International travel and Covid-19: The pandemic forced me to resort to my first ever package holiday

Last month I had what, I will admit, was a very first-world problem. My holiday to the Maldives (which I have been planning – and replanning, and replanning – since November 2019) was in jeopardy for the fifth time. 

It was mid-September, and as the holiday crept up once more, the Maldives was still loitering on the red list. So British Airways obediently cancelled my flights and two days before travel, my hotel cancelled my reservation. The holiday was off. Gallingly, it was announced that the Maldives would come off the naughty list just 48 hours later (on September 17), but it was too late to sulk about that.

The last time this happened (attempt number four), I consoled myself with a trip to Delamere Forest in Chester, but even I, the huge advocate for British travel that I am, was itching to get abroad for the first time since a fleeting trip to Rhodes in August 2020. My concern, with the annual leave booked and unable to be moved, was this: would it be possible, in the paper-laden, airport-queueing, red-tape world that we now live in, to plan and head off on holiday in less than 48 hours? 

Due to the last-minute nature of the trip, it seemed easier (and safer), to follow the advice that Telegraph Travel has been offering throughout the pandemic and book a package holiday, which promises better legal and financial protection. It also had the added bonus of speed and a sense of hand-holding. If I booked a package and anything went wrong, someone would be there to help.

I'll be honest, I've never been on a package holiday before. It's not something that has ever really appealed to me. I prefer to travel independently, and, historically, my holidays have been more along the lines of camping in Cornwall, campervanning around New Zealand or exploring the Scottish countryside on foot. Nearly everywhere I've ever picked for a holiday has allowed for some form of escape. My desire to see the underwater life of the Maldives, with all of the watersport, snorkelling and diving opportunities, overruled my hesitancy around being marooned on an island for a week.

What has previously put me off a package is the idea of 'organised fun', of being herded like cattle from airport to resort, where you remain there for seven long days. I was worried I'd be bored to tears. But circumstances being what they were, a holiday was all I craved – a week in the heat by a pool with a stack of books and nothing at all to worry about wasn't such a bad proposition. What I did not want was another week at home, and breaks in Britain were far too costly. So I bit the bullet. Within 48 hours, I was lying by the pool at the TUI Blue Atlantic Bay in Limassol, Cyprus, which welcomes vaccinated arrivals with no need to take a test.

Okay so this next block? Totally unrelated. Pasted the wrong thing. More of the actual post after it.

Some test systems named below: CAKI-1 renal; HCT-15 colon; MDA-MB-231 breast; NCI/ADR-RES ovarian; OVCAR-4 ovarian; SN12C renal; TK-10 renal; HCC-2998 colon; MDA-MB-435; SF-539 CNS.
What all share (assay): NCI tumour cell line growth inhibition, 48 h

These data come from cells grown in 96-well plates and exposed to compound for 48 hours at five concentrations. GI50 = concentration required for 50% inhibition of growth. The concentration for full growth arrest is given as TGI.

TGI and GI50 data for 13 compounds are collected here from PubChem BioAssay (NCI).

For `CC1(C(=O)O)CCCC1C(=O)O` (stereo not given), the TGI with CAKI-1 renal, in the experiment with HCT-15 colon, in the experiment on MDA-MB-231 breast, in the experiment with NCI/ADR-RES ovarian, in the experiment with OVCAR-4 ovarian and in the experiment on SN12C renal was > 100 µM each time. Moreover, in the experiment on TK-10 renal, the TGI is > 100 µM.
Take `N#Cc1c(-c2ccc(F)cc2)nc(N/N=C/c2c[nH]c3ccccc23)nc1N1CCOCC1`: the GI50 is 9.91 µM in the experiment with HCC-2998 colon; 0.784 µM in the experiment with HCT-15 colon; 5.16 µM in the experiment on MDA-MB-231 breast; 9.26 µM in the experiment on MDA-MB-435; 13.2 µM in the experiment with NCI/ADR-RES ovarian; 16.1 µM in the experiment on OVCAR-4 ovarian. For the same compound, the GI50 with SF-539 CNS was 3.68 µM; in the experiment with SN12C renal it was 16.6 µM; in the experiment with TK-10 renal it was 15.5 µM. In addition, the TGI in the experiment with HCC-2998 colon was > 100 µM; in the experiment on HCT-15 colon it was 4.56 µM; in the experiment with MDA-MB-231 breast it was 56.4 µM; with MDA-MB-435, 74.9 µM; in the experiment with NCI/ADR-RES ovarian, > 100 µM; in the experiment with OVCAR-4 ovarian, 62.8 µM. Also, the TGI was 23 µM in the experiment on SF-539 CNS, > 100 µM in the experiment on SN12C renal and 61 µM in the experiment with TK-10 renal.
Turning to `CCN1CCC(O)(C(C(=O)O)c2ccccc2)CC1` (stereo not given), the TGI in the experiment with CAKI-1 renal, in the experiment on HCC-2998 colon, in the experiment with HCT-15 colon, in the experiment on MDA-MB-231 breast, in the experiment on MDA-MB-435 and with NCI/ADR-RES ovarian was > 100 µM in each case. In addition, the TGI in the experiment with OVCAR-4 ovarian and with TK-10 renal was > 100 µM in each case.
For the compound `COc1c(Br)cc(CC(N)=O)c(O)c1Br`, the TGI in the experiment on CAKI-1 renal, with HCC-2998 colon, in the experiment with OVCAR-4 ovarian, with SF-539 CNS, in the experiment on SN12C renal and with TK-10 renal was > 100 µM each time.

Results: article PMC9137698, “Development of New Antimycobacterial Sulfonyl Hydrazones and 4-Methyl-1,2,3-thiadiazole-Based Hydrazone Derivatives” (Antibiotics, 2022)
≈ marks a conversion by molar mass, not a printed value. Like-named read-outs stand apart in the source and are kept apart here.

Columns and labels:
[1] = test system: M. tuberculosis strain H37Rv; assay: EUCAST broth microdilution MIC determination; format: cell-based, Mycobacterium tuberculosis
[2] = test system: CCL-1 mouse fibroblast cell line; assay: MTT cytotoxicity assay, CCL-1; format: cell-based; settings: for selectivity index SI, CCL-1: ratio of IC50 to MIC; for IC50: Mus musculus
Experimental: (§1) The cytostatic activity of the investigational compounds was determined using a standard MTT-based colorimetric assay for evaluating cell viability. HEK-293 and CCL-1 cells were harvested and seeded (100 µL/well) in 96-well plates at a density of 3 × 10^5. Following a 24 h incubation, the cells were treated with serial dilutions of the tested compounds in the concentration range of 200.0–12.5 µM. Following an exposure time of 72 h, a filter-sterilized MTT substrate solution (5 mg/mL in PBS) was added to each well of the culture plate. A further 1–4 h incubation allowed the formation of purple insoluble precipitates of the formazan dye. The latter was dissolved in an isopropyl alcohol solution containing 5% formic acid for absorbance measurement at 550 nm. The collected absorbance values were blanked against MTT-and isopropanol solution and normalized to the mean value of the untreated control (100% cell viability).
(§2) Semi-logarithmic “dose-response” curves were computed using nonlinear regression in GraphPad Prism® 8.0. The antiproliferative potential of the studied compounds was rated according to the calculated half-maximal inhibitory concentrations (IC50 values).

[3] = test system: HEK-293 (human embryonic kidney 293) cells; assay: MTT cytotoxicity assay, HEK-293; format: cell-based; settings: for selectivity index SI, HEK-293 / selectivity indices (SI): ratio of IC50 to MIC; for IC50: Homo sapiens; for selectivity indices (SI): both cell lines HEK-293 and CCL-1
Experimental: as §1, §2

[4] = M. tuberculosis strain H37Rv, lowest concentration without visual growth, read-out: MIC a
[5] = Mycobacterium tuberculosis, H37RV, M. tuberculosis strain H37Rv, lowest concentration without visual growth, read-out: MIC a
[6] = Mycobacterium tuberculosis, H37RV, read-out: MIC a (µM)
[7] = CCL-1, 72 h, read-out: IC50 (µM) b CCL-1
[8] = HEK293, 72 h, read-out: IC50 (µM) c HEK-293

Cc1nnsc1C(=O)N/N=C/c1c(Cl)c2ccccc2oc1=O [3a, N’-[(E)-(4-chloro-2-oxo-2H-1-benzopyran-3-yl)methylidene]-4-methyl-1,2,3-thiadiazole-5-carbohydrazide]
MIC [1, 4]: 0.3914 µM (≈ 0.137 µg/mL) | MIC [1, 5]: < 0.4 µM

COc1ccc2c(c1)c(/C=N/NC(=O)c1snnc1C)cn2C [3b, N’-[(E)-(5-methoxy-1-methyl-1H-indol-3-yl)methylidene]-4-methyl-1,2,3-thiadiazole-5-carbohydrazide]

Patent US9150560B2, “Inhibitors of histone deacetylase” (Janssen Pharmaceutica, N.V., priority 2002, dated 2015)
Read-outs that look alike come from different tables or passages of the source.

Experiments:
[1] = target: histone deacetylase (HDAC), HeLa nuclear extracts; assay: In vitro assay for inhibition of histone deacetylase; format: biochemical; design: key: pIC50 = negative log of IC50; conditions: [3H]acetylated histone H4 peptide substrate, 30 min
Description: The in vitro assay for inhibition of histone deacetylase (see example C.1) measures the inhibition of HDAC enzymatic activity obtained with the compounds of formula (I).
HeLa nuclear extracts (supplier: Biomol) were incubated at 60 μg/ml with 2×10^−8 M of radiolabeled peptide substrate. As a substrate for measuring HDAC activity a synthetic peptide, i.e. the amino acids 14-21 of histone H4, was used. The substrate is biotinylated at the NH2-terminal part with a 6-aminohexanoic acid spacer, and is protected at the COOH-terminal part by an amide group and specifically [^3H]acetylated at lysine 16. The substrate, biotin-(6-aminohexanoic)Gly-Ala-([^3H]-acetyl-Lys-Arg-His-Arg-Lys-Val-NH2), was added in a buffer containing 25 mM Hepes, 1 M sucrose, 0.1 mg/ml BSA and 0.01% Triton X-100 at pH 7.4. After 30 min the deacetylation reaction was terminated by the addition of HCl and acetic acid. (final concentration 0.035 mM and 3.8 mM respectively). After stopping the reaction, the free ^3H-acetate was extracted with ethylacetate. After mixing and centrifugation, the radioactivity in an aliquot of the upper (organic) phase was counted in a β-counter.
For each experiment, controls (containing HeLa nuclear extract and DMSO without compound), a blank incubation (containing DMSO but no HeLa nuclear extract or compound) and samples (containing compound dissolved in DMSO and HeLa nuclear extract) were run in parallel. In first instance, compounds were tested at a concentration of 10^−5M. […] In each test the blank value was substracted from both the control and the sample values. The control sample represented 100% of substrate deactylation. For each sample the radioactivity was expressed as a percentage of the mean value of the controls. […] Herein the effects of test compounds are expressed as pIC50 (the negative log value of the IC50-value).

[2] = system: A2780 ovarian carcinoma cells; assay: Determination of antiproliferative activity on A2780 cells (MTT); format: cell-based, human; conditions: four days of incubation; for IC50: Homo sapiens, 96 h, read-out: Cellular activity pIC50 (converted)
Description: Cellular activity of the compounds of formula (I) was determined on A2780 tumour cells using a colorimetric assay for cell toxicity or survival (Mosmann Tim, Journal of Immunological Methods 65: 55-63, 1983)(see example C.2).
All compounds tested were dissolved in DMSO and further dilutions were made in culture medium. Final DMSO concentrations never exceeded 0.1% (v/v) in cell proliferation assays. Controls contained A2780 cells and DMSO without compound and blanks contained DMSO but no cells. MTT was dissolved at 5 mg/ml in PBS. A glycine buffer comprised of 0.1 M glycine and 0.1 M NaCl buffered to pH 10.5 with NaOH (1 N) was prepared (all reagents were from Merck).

It didn't get off to a great start in terms of beating expectations. At the airport, there had been a queue for the TUI stand, where a team of cheerful reps ticked people off their list and pointed them in the direction of their coach transport. There were yet more queues at the check-in desk, and again at the tiny elevator on the way up to the room. 

The following morning didn't improve matters too much – the breakfast buffet was busy, although the food was reasonable enough. The small beach in front of the hotel proved a little sterile and unimpressive, and the towel wars for loungers began early. Some left their towels before 8am and didn't turn up until mid-afternoon. 

I lamented action-packed holidays staying in boutique hotels or cabins in the woods. But eventually, I got over myself and accepted the holiday for what it was; the pool was refreshing, the weather sunny and always in the high 20s to low 30s, and despite the lounger wars, you could always find one even at the busiest time of day – if not in the best spot. The food was plentiful, if not particularly inspiring, and the booze free-flowing, with the bar open until 1am every day. 

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The service at the hotel was slow but the independent TUI staff were fantastic – on hand to help with anything and putting on aqua fit every day, as well as other games and entertainment. It turns out I have a bit of a soft-spot for 'organised fun' – everyone was so relieved to simply be away, surrounded by friends or family, that the energy was contagious. 

What's more, TUI made all the testing and form-filling a breeze – a process that independent travellers still have to endure on their own. So yes, while there was no adventure and no sense of discovery included in the package, we managed to make our own. We had fun meeting new people and hired a car for a few days to get out and explore the island. For what we were looking for from a last-minute break, it did the trick. We got our hit of sun, discovered somewhere new and didn't have a moment's worry for the entire trip.

The Telegraph, London

See also: Why Thailand's reopening is no cause for celebration

See also: Birthday trip to Iceland turns into 10 days of quarantine, alone in 'cruddy' hotel room

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